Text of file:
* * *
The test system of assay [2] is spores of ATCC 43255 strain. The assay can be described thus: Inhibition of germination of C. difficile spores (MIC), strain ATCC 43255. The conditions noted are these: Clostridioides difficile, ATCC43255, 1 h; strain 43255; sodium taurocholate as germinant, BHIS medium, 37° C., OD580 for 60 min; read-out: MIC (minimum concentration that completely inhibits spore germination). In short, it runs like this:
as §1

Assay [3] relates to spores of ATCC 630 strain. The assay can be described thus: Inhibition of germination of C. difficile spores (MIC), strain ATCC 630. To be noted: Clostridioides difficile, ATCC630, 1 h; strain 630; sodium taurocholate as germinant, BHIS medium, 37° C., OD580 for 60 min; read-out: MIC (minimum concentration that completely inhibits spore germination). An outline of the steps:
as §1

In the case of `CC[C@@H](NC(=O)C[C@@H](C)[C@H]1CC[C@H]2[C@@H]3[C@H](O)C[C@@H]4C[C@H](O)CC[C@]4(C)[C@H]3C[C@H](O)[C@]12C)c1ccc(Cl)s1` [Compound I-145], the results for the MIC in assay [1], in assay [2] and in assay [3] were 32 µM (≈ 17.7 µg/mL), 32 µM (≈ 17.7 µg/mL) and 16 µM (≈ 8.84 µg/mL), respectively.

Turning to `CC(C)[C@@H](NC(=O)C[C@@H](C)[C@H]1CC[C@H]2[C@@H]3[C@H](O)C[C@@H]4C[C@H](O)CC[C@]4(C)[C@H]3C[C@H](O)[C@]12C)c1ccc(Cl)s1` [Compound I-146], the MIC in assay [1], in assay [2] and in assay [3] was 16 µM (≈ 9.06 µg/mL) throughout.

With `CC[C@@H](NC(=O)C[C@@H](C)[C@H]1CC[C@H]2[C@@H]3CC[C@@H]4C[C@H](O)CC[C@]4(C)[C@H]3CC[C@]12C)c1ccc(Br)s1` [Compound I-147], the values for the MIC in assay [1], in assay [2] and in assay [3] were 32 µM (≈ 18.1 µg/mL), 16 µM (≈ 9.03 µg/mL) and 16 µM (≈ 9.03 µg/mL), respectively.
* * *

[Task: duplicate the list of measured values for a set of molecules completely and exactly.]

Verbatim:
The test system of assay [2] is spores of ATCC 43255 strain. The assay can be described thus: Inhibition of germination of C. difficile spores (MIC), strain ATCC 43255. The conditions noted are these: Clostridioides difficile, ATCC43255, 1 h; strain 43255; sodium taurocholate as germinant, BHIS medium, 37° C., OD580 for 60 min; read-out: MIC (minimum concentration that completely inhibits spore germination). In short, it runs like this:
as §1

Assay [3] relates to spores of ATCC 630 strain. The assay can be described thus: Inhibition of germination of C. difficile spores (MIC), strain ATCC 630. To be noted: Clostridioides difficile, ATCC630, 1 h; strain 630; sodium taurocholate as germinant, BHIS medium, 37° C., OD580 for 60 min; read-out: MIC (minimum concentration that completely inhibits spore germination). An outline of the steps:
as §1

In the case of `CC[C@@H](NC(=O)C[C@@H](C)[C@H]1CC[C@H]2[C@@H]3[C@H](O)C[C@@H]4C[C@H](O)CC[C@]4(C)[C@H]3C[C@H](O)[C@]12C)c1ccc(Cl)s1` [Compound I-145], the results for the MIC in assay [1], in assay [2] and in assay [3] were 32 µM (≈ 17.7 µg/mL), 32 µM (≈ 17.7 µg/mL) and 16 µM (≈ 8.84 µg/mL), respectively.

Turning to `CC(C)[C@@H](NC(=O)C[C@@H](C)[C@H]1CC[C@H]2[C@@H]3[C@H](O)C[C@@H]4C[C@H](O)CC[C@]4(C)[C@H]3C[C@H](O)[C@]12C)c1ccc(Cl)s1` [Compound I-146], the MIC in assay [1], in assay [2] and in assay [3] was 16 µM (≈ 9.06 µg/mL) throughout.

With `CC[C@@H](NC(=O)C[C@@H](C)[C@H]1CC[C@H]2[C@@H]3CC[C@@H]4C[C@H](O)CC[C@]4(C)[C@H]3CC[C@]12C)c1ccc(Br)s1` [Compound I-147], the values for the MIC in assay [1], in assay [2] and in assay [3] were 32 µM (≈ 18.1 µg/mL), 16 µM (≈ 9.03 µg/mL) and 16 µM (≈ 9.03 µg/mL), respectively.